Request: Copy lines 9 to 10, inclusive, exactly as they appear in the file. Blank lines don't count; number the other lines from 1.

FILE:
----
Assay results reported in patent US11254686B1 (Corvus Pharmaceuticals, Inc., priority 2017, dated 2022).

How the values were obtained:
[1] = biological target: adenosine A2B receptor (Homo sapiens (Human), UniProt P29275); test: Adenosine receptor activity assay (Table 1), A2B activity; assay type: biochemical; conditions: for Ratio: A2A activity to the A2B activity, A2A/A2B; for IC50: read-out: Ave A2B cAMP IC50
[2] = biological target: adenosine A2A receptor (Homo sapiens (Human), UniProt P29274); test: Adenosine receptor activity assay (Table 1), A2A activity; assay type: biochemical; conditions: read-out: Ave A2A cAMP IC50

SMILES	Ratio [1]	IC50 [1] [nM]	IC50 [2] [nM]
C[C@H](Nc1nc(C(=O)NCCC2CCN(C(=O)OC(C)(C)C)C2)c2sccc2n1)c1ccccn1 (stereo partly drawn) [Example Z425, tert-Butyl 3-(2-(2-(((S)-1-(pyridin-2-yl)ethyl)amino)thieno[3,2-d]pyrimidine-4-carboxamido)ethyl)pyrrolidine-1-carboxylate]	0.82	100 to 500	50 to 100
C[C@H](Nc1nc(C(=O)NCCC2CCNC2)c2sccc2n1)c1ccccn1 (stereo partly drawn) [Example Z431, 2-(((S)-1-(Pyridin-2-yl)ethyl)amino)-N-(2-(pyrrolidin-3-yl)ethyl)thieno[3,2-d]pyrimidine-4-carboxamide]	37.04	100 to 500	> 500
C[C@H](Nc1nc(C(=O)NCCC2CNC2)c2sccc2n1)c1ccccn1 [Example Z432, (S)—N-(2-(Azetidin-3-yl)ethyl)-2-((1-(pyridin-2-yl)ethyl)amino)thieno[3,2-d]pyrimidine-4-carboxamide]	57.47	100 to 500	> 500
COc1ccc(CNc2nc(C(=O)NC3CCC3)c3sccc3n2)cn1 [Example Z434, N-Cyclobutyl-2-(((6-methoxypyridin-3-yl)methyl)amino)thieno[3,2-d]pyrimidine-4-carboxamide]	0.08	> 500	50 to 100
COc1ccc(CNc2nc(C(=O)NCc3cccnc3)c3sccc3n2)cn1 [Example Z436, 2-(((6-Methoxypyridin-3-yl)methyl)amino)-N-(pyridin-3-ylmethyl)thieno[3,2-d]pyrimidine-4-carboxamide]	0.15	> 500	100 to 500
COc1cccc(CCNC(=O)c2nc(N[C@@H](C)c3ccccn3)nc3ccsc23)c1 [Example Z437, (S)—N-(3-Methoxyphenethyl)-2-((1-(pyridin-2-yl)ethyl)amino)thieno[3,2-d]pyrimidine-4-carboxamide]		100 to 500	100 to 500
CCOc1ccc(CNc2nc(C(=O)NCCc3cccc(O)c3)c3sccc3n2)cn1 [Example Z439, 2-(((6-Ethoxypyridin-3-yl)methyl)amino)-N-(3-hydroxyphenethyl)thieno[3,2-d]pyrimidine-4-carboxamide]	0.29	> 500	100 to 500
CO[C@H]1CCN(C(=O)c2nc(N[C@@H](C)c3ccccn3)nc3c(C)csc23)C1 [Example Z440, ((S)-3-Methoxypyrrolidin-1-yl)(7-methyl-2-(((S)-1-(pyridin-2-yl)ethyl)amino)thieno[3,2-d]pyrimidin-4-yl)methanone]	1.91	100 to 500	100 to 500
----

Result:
COc1ccc(CNc2nc(C(=O)NC3CCC3)c3sccc3n2)cn1 [Example Z434, N-Cyclobutyl-2-(((6-methoxypyridin-3-yl)methyl)amino)thieno[3,2-d]pyrimidine-4-carboxamide]	0.08	> 500	50 to 100
COc1ccc(CNc2nc(C(=O)NCc3cccnc3)c3sccc3n2)cn1 [Example Z436, 2-(((6-Methoxypyridin-3-yl)methyl)amino)-N-(pyridin-3-ylmethyl)thieno[3,2-d]pyrimidine-4-carboxamide]	0.15	> 500	100 to 500